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Fourth graders 'do the right thing' and return woman's purse three years after it was stolen

The two Nebraska boys returning a purse.
The two Nebraska boys returning a purse.

A Nebraska woman’s faith in humanity has been restored following an act of kindness by a group of school-aged kids who helped find a purse stolen from her three years ago.

The fourth graders, Eli Rempe and Yarpe, hand-delivered their find to Mallory Pittman-Morris’ front door on Sunday afternoon, according to an NBC News affiliate in Nebraska .

The boys said they want everyone to remember to do the right thing and be kind to your neighbours.

That day, Sam and Eli, along with four other friends, were playing near a creek at the Papillion Soccer Fields when they found something unexpected.

“So we went down there and there’s a little river that we thought was cool so we walked around and we found a purse,” Eli said.

The purse belonged to Pittman-Morris.

She said three years ago she was watching her son play soccer when someone broke her window and made off with her purse.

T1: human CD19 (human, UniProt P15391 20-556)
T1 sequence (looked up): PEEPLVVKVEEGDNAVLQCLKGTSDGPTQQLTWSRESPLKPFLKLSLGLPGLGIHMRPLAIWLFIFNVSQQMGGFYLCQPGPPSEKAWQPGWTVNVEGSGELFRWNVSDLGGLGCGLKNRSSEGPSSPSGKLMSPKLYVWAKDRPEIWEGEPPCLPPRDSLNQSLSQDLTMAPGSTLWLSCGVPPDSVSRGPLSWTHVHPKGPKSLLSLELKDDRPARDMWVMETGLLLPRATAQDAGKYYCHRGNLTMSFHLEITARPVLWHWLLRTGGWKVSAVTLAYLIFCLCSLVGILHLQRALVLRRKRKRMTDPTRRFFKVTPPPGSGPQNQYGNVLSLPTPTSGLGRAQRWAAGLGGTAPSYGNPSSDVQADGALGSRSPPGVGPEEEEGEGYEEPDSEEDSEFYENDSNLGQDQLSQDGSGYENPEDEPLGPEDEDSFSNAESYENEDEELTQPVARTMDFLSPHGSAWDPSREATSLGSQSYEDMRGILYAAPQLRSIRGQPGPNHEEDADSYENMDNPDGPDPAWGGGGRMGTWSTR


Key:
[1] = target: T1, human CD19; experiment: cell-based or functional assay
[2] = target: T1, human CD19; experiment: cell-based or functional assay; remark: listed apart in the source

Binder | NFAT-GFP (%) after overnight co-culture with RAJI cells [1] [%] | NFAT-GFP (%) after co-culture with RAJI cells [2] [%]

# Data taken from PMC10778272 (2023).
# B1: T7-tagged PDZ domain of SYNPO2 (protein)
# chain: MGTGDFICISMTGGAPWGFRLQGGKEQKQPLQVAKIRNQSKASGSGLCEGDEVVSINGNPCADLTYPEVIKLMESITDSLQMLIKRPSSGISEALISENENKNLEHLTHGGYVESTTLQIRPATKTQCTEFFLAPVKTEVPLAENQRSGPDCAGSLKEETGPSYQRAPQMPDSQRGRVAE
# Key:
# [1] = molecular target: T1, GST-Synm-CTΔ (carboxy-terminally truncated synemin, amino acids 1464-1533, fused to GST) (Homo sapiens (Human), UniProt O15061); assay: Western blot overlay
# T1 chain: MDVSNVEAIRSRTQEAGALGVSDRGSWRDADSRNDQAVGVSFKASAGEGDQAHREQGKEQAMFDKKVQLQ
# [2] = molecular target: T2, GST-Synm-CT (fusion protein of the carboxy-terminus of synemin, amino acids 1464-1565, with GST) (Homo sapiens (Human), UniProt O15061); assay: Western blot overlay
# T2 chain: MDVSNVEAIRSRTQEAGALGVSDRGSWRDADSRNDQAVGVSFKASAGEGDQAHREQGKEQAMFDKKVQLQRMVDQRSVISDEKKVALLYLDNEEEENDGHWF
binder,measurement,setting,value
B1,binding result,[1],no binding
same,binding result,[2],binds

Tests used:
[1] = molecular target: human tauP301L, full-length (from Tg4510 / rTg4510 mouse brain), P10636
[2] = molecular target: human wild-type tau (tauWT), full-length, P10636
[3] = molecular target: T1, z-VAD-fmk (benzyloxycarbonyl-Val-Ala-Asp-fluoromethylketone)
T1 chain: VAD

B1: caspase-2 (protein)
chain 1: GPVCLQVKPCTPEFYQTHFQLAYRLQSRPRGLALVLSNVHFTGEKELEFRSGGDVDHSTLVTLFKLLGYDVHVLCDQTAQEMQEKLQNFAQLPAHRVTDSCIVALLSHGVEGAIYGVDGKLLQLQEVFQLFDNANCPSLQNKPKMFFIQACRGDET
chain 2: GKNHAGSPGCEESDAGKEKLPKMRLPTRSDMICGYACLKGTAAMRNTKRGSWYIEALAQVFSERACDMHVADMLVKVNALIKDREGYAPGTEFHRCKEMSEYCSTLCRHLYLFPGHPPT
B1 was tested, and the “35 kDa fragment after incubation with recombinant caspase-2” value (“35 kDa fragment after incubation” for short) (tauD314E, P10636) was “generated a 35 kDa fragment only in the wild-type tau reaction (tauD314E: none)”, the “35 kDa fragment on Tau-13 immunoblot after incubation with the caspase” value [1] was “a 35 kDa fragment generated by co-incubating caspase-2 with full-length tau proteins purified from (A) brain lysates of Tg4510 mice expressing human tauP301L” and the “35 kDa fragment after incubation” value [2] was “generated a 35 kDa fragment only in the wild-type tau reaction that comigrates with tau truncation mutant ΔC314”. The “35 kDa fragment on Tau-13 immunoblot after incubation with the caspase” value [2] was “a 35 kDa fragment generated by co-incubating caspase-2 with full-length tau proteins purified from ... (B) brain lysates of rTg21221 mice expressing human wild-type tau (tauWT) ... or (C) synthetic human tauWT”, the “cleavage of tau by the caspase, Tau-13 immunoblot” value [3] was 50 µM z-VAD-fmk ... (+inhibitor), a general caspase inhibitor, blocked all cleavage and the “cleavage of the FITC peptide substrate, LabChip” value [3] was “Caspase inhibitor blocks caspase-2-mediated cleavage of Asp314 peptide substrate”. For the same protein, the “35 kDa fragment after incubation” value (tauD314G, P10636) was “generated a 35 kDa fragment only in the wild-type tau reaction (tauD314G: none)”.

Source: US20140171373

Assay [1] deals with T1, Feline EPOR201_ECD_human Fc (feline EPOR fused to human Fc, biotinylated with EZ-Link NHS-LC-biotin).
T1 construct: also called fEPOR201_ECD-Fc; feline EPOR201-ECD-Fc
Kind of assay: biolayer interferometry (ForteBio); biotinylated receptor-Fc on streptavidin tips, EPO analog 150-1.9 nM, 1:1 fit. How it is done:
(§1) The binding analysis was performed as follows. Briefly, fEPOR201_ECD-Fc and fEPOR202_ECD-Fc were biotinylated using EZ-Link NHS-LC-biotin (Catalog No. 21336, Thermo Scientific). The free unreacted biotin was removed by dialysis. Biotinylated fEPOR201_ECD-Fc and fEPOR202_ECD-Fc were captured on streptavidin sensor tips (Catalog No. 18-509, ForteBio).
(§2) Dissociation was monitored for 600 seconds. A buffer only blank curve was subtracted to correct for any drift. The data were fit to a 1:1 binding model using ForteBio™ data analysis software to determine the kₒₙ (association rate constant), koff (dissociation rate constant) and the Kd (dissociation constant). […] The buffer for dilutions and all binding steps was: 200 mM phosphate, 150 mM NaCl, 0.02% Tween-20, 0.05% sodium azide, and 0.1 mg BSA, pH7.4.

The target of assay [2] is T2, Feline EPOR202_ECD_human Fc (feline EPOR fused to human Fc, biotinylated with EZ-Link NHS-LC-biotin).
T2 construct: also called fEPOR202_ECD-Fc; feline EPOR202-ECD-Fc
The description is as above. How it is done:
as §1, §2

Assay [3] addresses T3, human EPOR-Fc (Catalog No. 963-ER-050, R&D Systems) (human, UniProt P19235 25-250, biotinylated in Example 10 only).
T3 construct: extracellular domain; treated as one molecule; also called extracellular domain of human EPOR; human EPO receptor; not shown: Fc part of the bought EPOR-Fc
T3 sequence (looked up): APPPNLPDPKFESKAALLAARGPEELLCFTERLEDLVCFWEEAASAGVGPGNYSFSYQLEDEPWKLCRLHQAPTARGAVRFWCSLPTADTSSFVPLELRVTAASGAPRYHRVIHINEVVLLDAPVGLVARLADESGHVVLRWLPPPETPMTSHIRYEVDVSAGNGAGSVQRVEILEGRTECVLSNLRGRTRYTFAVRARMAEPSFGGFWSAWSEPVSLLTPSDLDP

“I was just pretty much worried that someone had my identity or was going to use my cards. Luckily, I didn’t have any cash or anything in there but it’s kind of unsettling knowing someone has your stuff,” she recalled.

The creek where the boys were playing is a short distance from where the purse snatching took place.

When the boys discovered the purse, it was filled with dirty, old credit and gift cards, but knew Pittman-Morris would need back.

“It’s a nice deed. We felt like because she lost all that stuff and it was really important. And my mom says normally it’s a pain to replace credit cards and stuff because she had a lot of cards in there,” the boys said.

Sam and Eli personally delivered the belongings back to Pittman-Morris after a parent helped to find her on Facebook.

“I never thought I was going to see those things again. I told them this stuff has been missing for three years and you could just tell they were glowing with excitement to have found something like that,” she said.

It’s a lesson in kindness and always doing the right thing.

“Return it and do the right thing and not do the wrong thing,” the boys said.

“It just restored my faith in humanity, that there’s still good people out there,” Pittman-Morris said.

She gave the boys candy as a reward for doing the right thing.

Copyright Postmedia Network Inc., 2020

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